Facts and Figures

Facts and Figures 2011-12 Contents 2 Chief Executive’s Foreword 3 Ageing Profile 4 Ageing Equally 6 Age Discrimination 11 Elder Abuse ...
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Facts and Figures 2011-12

Contents

2

Chief Executive’s Foreword

3

Ageing Profile

4

Ageing Equally

6

Age Discrimination

11

Elder Abuse

11

Money

13

Housing

17

Fuel Poverty

17

Housing with Care

20

Safety and Security at Home

23

Health and Wellbeing in Later Life

25

Falls

28

Community Care and Social Care

29

Older Carers

31

Employment

35

Volunteering

35

Engagement and Participation

36

Mobility, Leisure and Learning

37

Sources

42

Chief Executive’s Foreword Welcome to the second edition of Age Scotland’s factbook – our handy guide to the key facts and figures that illustrate the experiences of older people in modern-day Scotland. We’re constantly looking for the best way to engage the broadest range of stakeholders, from journalists to politicians, civil servants to businesses. Whether it’s on health and social care, housing or equalities, simple statistics can be an invaluable tool as we seek to win a fairer deal for Scotland’s older people. Since the last edition of ‘At Home with Scotland’s Older People’, we’ve seen plenty of changes – though not all of them welcome. For example, while life expectancy has increased, so too has pensioner poverty. In 2009, half of single pensioner households and two fifths of pensioner couples were fuel poor. In just two years, this has leapt to 65 per cent and 50 per cent respectively. The Age Scotland factbook highlights some of the challenges older people face and, we hope, helps dispel some of the myths that still linger. Of course, statistics can only ever give a snapshot of people’s experiences. It is the individual voices that transform the figures over the following pages into the true story of Scotland’s older people. I hope that you will use the Age Scotland factbook to help make that story one which, in the future, we can all be proud.

David Manion

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Ageing Profile Scotland’s Demography • In 2010 the population of Scotland was estimated at 5,222,100. This is projected to increase to 5.36 million by 2018. (1) • The number of children in Scotland aged under 16 is projected to decrease by 1.5 per cent by 2033 from a 2008 baseline, while the number of people aged 75 and over is projected to increase by 84 per cent over the same period. (2) • Life expectancy at birth in Scotland in 2009 was 75.3 years for men and 80.1 years for women. (3) • By 2033 life expectancy at birth in Scotland is projected to be 80.7 years for men and 85.3 years for women; for the UK as a whole these figures are projected to be 83.2 years for men and 86.9 years for women. (4)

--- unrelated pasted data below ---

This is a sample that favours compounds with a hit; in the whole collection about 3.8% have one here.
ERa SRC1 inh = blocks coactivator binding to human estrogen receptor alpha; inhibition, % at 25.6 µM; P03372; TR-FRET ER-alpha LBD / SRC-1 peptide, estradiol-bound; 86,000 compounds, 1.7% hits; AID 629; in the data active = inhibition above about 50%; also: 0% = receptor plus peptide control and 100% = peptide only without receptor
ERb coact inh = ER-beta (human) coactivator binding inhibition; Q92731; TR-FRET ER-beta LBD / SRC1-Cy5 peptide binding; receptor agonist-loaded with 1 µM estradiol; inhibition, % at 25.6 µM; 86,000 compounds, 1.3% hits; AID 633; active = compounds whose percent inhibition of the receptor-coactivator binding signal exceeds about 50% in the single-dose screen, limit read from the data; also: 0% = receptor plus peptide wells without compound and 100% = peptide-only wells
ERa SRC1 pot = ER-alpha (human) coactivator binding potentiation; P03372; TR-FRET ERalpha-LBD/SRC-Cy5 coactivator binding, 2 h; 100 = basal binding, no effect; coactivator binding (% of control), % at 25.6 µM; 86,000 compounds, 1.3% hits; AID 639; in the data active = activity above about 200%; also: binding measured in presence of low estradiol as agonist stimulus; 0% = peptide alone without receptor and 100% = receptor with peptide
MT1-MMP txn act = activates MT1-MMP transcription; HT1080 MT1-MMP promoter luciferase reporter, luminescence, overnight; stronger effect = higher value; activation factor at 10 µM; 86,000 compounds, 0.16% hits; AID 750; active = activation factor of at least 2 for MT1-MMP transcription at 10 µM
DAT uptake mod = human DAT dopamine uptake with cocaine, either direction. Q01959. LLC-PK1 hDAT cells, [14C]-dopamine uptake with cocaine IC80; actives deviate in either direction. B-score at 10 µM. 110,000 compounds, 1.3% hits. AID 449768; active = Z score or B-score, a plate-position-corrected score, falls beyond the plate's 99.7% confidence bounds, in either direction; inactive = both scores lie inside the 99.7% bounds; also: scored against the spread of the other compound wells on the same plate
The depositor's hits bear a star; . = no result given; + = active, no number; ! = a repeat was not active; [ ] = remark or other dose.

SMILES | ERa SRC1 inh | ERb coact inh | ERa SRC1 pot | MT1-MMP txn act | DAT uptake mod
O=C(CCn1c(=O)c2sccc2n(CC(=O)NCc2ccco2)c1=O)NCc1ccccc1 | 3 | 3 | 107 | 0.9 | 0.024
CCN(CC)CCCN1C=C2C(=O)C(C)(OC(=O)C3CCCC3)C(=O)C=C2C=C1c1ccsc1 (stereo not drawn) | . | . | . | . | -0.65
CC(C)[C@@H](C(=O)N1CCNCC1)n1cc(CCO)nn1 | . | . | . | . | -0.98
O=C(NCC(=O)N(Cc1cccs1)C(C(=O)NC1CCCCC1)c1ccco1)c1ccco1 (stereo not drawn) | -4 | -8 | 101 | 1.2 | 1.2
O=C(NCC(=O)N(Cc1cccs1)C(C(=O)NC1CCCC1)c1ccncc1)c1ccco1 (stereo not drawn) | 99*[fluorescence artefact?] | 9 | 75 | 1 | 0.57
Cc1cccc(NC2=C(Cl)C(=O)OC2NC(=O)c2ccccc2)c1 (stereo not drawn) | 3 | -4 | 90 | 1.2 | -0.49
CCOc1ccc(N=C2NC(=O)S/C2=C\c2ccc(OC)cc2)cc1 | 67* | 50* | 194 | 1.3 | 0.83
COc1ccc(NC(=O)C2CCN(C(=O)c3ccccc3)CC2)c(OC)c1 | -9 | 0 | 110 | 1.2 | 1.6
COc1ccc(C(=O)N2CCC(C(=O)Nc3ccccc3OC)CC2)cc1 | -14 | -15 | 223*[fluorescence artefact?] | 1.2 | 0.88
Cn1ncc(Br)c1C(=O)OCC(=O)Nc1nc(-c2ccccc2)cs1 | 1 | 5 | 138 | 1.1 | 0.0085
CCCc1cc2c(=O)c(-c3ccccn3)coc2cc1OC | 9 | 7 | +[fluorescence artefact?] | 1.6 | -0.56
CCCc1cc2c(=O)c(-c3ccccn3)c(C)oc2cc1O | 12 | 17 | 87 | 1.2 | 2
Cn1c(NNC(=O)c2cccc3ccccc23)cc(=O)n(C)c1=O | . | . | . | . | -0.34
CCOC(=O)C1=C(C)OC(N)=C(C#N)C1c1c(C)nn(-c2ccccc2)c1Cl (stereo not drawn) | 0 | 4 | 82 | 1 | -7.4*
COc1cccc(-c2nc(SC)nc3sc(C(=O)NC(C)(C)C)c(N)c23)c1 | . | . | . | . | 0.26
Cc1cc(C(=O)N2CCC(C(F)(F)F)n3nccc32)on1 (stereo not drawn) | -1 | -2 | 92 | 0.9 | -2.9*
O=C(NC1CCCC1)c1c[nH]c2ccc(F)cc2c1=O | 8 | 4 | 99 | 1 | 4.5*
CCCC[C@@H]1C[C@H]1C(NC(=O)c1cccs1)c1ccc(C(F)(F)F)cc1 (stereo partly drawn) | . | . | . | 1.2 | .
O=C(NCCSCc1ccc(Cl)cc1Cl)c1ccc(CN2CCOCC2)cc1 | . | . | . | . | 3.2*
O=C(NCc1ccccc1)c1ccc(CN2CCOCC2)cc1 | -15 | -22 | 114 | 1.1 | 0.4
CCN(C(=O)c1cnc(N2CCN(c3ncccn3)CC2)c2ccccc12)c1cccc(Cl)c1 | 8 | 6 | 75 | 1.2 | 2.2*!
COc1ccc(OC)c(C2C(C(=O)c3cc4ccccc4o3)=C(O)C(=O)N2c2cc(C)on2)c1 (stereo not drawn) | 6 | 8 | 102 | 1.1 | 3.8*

Population Statistics on Older People • In Scotland in 2010 there were an estimated 1.047 million people of State Pension Age (SPA) (672,237 women aged 60 and over and 375,172 men aged 65 and over). This was equivalent to 20 per cent of the total population. (1) • The population and percentage breakdown of people aged 50 and over as of 2010 was as follows: (1)

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1,897,179 people aged 50 or over

(46% men and 54% women)

1,206,981 people aged 60 or over

(44% men and 56% women)

879,492 people aged 65 or over

(43% men and 57% women)

405,635 people aged 75 or over

(38% men and 62% women)

106,604 people aged 85 or over

(31% men and 69% women)

Age structure of Scotland’s population 2006-2031 (68) Age Group

2006-based

2008-based

2008

2033

2008

2033

Children

17.6

15.8

17.7

16.2

Working Age

62.6

59.4

62.6

59.7

Pension Age

19.8

24.8

19.7

24.1

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Ageing Equally? Gender • In June 2010 there were an estimated 375,000 men over State Pension Age (SPA) in Scotland, compared with approximately 672,000 women over SPA in the same year. (1) • In 2010 there were estimated to be nearly four times as many women as men aged 90 or over in Scotland. (1) By 2033, that is projected to drop below one in two. (5)

Minority Ethnic Older People • In the 2001 census, a total of 9,984 people in Scotland aged 50 and over were from the Indian, Pakistani, Bangladeshi, other South Asian, Chinese, Caribbean, African and other minority ethnic communities. (6) • Of these, 2,464 were aged 60-74, 787 were aged 75 and over, and 200 were aged 85 and over. (6) • The 2001 census found that minority ethnic groups (nonwhite) made up 2% of Scotland’s population. (6) Percentage in each age group